What do you do when a property you have contracted to sell is damaged (by flood, fire or whatever) before settlement? What do you do if you are the buyer of that property? These critical questions arose for more than a few sellers and buyers across Queensland during the State's extensive flooding of December 2010 and January 2011.
A year later, with Queenslanders currently remembering and revisiting those dark days, these questions are still of concern to all involved in selling, buying or renting a home.
In one instance last year, the buyer and seller of a flood-damaged property could not agree on what to do. So they took the matter to court. Queensland's Court of Appeal in the recent case of Dunworth v Mirvac ultimatelyruled that a woman buying a $2.155 million river-front apartment in Mirvac Queensland Pty. Ltd's up-market Tennyson Reach development had validly terminated her 2007 off-the-plan contract because of significant damages caused to the apartment by the January 2011 flooding. Despite quite technical legal arguments raised by the seller/developer's Queen's Counsel and Senior Counsel during two hearings the appeal court finally found for the buyer. Even before the flooding took place, every apartment in Mirvac's complex of high-rise buildings had dropped drastically in value from the 2007 off-the-plan sale prices. Needless to say values on most, if not all, flood-affected Queensland properties have dropped even further since the floods. Sales of such properties have, of course, been very few and far between.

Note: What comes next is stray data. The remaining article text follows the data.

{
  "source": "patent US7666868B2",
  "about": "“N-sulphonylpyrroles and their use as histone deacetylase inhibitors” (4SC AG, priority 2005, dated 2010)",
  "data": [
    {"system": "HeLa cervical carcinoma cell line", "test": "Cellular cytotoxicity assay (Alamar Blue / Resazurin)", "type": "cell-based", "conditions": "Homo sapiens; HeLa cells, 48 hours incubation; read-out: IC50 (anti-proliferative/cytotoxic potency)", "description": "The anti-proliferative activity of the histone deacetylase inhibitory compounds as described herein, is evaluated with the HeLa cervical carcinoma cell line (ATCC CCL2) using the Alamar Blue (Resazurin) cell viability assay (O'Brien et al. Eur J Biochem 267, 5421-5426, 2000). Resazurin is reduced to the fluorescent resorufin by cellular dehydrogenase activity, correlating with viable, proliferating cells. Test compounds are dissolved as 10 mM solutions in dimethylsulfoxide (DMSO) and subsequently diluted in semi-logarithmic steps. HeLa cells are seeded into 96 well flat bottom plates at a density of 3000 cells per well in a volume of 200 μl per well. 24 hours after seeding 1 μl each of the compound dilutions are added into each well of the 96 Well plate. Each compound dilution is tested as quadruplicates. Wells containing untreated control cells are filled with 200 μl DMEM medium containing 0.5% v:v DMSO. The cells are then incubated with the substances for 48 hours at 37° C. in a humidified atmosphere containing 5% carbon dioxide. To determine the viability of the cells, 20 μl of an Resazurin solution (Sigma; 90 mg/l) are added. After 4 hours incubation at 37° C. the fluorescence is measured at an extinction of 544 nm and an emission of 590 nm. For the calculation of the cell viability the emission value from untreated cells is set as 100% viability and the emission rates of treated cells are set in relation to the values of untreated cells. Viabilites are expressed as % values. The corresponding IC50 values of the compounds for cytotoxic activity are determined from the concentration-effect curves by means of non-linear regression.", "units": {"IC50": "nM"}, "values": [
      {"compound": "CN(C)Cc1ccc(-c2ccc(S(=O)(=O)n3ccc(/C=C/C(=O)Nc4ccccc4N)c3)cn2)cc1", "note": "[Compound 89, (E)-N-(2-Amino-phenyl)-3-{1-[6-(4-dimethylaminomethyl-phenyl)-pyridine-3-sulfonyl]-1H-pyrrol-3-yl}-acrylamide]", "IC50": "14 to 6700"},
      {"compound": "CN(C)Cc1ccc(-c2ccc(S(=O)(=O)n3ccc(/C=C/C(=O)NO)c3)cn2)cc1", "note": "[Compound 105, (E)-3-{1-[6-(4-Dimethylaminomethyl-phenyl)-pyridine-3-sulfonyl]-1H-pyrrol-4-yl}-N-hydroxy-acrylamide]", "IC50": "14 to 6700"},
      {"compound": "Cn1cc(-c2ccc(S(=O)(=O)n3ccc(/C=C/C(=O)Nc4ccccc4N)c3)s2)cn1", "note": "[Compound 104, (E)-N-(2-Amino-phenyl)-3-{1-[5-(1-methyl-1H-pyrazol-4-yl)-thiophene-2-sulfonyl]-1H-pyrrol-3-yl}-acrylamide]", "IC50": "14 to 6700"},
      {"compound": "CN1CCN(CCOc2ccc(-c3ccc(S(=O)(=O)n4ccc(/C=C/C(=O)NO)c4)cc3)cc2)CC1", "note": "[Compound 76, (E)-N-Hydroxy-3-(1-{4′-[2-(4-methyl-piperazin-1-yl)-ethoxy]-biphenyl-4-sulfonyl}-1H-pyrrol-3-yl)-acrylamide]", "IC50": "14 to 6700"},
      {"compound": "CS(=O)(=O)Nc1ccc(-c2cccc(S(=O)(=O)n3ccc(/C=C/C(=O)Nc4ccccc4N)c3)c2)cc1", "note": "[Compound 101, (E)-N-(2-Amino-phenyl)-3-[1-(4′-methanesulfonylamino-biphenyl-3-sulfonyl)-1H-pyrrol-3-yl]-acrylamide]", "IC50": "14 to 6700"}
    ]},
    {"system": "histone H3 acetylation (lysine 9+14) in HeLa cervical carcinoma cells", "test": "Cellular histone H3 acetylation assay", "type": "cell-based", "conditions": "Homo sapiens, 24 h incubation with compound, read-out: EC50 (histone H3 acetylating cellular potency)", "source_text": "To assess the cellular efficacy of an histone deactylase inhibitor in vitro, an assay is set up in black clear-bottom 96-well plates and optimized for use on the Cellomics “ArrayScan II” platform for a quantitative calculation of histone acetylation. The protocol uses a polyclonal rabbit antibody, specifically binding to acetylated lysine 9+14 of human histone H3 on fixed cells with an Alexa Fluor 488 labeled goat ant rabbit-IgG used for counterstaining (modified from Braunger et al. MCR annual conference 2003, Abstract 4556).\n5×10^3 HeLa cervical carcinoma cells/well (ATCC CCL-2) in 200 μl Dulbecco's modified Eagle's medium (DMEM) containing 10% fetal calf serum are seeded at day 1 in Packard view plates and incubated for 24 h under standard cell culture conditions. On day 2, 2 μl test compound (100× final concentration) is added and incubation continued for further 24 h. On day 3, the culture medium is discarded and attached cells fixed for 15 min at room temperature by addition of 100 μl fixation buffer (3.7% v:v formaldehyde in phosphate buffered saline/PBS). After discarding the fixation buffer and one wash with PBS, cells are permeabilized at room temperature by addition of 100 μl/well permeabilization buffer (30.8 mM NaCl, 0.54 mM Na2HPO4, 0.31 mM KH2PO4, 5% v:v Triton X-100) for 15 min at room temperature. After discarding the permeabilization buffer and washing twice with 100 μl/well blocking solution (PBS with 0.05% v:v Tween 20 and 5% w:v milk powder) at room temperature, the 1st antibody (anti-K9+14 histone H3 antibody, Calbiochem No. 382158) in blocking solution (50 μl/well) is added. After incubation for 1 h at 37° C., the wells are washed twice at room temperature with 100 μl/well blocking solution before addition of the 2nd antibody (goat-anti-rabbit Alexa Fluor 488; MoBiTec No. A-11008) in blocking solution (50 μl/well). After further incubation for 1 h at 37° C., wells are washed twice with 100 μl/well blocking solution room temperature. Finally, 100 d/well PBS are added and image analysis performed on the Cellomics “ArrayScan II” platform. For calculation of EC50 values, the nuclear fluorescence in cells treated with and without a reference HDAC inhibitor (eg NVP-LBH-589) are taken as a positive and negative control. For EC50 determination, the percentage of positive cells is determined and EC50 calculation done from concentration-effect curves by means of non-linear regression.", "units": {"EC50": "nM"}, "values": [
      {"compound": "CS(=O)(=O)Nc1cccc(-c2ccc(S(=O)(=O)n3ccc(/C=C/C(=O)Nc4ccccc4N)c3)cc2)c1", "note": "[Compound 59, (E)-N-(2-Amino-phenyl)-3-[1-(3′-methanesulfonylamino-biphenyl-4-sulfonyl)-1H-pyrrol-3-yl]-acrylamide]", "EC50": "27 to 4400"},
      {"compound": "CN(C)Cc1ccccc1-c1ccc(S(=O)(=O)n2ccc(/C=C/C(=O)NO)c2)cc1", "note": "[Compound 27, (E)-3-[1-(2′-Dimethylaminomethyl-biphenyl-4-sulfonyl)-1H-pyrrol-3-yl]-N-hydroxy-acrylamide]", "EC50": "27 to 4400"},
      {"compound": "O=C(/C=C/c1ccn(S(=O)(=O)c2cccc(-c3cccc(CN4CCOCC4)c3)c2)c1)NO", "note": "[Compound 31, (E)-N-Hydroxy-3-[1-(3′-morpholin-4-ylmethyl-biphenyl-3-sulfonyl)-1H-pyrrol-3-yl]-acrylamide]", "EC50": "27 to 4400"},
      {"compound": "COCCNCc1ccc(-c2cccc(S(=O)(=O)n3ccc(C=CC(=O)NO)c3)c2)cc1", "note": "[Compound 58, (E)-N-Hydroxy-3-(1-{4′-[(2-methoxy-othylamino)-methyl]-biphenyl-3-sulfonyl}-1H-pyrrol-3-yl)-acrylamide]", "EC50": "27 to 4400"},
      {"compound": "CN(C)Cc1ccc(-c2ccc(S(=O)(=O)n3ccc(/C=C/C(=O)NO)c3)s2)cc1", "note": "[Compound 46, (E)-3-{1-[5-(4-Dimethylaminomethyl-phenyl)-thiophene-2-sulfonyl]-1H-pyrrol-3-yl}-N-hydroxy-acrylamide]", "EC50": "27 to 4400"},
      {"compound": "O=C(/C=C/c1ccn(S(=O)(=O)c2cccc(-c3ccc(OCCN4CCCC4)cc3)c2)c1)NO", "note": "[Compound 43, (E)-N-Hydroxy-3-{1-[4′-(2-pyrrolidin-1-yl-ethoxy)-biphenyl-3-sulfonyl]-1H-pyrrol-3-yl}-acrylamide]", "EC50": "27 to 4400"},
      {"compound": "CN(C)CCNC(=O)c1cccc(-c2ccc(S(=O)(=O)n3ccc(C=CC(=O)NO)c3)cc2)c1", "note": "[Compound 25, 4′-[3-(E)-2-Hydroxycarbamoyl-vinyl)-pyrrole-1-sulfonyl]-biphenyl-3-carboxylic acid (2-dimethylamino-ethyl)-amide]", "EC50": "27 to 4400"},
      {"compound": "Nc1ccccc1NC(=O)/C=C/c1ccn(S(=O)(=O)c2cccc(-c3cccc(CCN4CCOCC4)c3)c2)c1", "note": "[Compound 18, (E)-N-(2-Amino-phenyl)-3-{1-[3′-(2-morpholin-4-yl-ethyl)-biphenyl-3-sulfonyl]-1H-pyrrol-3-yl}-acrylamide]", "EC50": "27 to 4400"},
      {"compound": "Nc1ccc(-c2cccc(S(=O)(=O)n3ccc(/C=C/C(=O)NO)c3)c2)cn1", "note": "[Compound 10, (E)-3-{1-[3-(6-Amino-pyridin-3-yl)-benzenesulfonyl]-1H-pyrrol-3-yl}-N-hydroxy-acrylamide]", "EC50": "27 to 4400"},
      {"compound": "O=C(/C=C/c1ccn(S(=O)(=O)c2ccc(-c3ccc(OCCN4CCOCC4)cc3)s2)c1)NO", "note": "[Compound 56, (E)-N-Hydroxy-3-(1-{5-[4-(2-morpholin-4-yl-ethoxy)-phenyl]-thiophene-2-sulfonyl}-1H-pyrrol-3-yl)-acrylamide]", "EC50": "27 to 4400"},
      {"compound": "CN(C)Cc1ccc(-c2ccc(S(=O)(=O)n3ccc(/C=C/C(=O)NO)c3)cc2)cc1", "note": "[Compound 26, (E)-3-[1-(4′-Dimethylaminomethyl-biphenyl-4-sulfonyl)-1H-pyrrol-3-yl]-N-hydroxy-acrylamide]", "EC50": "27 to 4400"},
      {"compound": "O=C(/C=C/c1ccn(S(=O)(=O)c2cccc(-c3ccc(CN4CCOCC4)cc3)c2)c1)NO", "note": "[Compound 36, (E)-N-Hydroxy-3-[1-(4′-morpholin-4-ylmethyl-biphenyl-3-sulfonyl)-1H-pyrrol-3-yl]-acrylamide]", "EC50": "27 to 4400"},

After Mrs Dunworth had earlier attempted to escape her now over-priced purchase contract on the basis of alleged false, misleading and deceptive representations by Mirvac particularly regarding the apartment's elevation, Mirvac obtained a Supreme Court order obliging Mrs Dunworth to settle the contract (and pay some $500,000 interest) by 8th February, 2011. Less than a month before that date, along with thousands of other Brisbane and Ipswich properties on or near the river, the Brisbane River flooded this ground-floor apartment (as it had similarly in 1974 inundated the land on which Mirvac built more than 30 years later).
Although Mirvac generously offered on 24th January 2011 to restore the extensively damaged and apparently uninhabitable apartment to original condition at its own cost over a period of four months (and waive its right to default interest), Mrs Dunworth rejected this offer. Instead, she promptly purported to rescind the contract in reliance on Section 64 of Queensland's Property Law Act 1974. This Section permits such a buyer's action where, before the "date of completion" of a residential contract, the property is so damaged as to be "unfit for occupation". (Similar provisions exist in the Residential Tenancies and Rooming Accommodation Act 2008 whereby both landlord and tenant have the right to terminate the tenancy.)